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I have inherited administration responsibility for a SQL 2008 R2 server at work. The previous database administrator has left the company, and can no longer be contacted. At this point I have:

  1. Full admin rights to the Windows Server Machine that the SQL Server is running on.
  2. Membership in the 'Important Server System Administrators' domain security group

Unfortunately, it looks like the original DB admin never granted the above group actual permissions to administer the database. (there were plenty of bad practices all-around). So I find myself in the following situation: I can run queries against the database, but cannot do anything requiring admin privieleges, including granting additional privieleges to myself. I also cannot execute the sp_chengedbowner stored procedure to grant myself owhership of the database.

Is there any way I can use the fact that I have local windows server admin rights to grant myself database ownership? My backup plan is to have the IT admin change the password of the user account of the recently-departed employee, so that I can log on as him, but to do this will require a journey through the nine circles of bureacracy, so I want to see if there is an easier way.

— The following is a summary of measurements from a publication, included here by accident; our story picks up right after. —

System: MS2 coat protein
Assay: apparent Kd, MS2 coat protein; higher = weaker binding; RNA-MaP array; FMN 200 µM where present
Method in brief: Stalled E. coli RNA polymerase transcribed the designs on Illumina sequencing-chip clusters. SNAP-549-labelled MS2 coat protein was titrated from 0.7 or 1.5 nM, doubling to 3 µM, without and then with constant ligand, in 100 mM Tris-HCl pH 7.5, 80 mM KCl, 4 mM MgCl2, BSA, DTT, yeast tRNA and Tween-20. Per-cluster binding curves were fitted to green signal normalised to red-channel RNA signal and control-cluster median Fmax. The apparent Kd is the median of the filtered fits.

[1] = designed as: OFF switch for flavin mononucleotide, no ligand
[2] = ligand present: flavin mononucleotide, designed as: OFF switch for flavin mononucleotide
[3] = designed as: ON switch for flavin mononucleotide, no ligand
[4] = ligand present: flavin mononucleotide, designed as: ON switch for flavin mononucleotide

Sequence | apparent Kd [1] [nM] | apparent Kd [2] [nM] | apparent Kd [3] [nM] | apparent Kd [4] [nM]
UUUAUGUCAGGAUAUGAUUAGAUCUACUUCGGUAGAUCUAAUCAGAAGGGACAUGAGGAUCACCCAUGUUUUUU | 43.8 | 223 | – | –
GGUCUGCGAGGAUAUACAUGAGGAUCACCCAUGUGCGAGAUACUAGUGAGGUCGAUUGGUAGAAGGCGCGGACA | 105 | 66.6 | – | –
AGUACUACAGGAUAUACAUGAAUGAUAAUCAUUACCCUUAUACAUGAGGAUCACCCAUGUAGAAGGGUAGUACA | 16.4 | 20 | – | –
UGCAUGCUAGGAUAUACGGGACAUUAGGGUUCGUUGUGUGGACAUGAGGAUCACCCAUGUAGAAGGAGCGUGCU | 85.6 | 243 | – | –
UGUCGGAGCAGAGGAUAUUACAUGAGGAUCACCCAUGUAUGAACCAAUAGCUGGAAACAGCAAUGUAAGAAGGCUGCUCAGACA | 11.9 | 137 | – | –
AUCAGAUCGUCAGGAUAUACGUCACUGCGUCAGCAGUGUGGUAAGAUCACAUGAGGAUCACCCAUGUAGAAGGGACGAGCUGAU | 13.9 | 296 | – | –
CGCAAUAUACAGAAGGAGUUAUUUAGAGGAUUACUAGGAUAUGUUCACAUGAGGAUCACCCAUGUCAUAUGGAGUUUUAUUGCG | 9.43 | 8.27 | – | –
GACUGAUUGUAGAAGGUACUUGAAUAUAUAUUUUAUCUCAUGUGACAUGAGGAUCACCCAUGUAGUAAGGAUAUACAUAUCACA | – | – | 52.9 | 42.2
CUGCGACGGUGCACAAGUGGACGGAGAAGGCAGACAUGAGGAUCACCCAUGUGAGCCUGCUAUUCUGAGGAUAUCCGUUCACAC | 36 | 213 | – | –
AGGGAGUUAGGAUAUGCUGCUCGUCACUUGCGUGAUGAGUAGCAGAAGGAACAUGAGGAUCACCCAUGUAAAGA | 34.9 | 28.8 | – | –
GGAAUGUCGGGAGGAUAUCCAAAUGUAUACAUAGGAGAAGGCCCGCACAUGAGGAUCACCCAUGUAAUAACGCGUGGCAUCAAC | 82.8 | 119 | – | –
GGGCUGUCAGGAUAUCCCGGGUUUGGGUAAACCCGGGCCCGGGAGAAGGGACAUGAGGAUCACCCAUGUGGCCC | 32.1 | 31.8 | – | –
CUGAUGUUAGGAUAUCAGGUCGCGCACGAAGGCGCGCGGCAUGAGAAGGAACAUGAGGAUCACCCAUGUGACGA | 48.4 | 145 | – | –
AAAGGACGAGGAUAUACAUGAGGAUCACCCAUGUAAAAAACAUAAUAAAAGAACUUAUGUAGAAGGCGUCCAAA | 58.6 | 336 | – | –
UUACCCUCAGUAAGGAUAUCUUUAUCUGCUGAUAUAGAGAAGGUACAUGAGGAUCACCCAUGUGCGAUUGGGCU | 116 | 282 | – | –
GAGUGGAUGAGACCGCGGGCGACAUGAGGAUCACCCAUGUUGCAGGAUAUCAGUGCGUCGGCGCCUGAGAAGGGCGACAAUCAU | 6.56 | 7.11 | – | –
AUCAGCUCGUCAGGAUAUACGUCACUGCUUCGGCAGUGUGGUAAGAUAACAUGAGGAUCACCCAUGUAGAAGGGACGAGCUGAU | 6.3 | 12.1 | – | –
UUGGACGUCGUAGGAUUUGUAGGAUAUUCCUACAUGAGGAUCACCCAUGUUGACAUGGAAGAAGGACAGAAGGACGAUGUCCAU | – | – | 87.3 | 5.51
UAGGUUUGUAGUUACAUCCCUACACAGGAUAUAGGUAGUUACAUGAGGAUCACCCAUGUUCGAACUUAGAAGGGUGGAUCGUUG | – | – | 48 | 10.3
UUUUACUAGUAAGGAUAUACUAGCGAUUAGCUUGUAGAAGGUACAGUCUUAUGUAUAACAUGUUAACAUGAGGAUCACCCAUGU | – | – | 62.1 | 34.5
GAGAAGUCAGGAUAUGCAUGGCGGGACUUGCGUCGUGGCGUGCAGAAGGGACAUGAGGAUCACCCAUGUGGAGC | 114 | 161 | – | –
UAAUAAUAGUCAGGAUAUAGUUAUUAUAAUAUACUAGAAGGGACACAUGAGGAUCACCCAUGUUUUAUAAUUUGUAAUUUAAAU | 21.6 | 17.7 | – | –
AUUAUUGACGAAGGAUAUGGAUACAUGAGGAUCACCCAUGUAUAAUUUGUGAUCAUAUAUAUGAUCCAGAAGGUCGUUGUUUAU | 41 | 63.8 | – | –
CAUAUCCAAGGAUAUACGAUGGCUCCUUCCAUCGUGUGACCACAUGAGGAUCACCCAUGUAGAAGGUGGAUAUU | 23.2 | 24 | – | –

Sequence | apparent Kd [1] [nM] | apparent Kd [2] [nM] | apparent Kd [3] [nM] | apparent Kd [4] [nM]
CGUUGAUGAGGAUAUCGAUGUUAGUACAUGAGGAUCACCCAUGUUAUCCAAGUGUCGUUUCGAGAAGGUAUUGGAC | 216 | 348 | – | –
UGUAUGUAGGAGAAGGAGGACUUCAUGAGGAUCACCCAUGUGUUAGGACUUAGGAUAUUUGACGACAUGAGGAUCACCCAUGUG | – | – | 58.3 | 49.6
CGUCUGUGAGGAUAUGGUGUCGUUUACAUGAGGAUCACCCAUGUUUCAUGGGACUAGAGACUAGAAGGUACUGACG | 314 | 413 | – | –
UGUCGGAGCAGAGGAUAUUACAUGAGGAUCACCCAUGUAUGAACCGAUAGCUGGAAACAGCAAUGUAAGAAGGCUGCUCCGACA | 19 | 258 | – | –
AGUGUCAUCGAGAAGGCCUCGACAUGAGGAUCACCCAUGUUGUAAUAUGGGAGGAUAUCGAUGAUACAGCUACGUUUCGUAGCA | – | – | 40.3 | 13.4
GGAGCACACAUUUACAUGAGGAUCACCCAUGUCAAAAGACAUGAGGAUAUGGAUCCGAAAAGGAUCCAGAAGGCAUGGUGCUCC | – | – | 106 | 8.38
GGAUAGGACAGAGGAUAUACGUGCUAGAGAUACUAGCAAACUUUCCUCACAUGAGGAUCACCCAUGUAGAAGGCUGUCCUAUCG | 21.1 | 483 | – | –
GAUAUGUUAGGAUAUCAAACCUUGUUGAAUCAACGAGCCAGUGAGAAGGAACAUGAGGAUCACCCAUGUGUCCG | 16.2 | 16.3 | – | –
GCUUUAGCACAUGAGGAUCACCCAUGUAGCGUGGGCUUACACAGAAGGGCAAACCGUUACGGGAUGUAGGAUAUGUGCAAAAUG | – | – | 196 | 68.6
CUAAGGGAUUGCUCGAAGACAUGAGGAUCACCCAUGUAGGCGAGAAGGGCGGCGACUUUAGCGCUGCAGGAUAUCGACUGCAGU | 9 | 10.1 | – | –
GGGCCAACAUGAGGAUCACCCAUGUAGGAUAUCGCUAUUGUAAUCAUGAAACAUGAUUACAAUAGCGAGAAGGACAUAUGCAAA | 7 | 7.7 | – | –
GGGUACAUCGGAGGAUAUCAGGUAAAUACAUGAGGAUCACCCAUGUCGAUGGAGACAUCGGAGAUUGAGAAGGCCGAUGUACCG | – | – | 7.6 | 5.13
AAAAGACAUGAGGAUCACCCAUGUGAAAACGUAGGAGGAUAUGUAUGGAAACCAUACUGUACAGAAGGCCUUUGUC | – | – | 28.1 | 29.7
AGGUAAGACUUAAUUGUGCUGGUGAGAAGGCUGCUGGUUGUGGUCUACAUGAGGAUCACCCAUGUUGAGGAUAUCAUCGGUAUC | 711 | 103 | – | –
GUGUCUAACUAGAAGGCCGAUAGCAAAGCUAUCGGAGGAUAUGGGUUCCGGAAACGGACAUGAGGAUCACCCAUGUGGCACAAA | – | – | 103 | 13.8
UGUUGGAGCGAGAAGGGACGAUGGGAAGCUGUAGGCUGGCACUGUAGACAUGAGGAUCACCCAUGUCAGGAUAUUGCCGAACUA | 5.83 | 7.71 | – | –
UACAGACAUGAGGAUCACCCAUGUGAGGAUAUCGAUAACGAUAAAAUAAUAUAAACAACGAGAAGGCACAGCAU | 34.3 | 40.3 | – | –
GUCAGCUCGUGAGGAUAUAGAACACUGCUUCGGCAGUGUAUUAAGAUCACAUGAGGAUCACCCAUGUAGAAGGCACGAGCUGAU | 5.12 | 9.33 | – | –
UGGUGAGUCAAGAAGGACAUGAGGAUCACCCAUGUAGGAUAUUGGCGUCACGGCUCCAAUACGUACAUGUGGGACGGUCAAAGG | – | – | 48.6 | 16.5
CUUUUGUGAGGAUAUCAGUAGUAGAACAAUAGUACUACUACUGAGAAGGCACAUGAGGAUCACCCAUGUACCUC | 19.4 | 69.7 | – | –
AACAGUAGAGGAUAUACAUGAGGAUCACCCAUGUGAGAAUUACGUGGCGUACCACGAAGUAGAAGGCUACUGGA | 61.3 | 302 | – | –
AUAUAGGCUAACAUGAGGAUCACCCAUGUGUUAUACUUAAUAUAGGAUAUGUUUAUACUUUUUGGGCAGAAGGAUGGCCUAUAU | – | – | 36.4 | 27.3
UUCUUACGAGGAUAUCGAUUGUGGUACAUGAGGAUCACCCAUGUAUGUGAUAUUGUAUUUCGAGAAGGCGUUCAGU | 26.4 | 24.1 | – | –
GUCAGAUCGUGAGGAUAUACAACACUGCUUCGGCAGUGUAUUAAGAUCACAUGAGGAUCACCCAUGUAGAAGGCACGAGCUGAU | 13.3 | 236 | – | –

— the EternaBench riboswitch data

Thanks for reading and your suggestions!

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1 Answer 1

up vote 1 down vote accepted

Start the sql server in single user mode. When it's running in single user mode it should treat local administrators the same as "sa". In order to start it in single user add a -m flag to the executable, and keep in mind you need to log in to SQL server with the LOCAL administrator NOT a domain administrator. That should allow you to then go in and change the sa password.

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Thanks Dave! The single user mode is exactly what I have been looking for, without knowing its proper name. This approach worked great, with one footnote: at least on SQL Server 2008 R2, the flag to invoke the single-user mode is -m, not -s. –  Inverseofverse Sep 19 '10 at 2:33
    
Great! I'm using 2005 and didn't look to see if it was different. I altered my post so that in the future people will have the right flag in the answer :) –  Dave Holland Sep 19 '10 at 2:55

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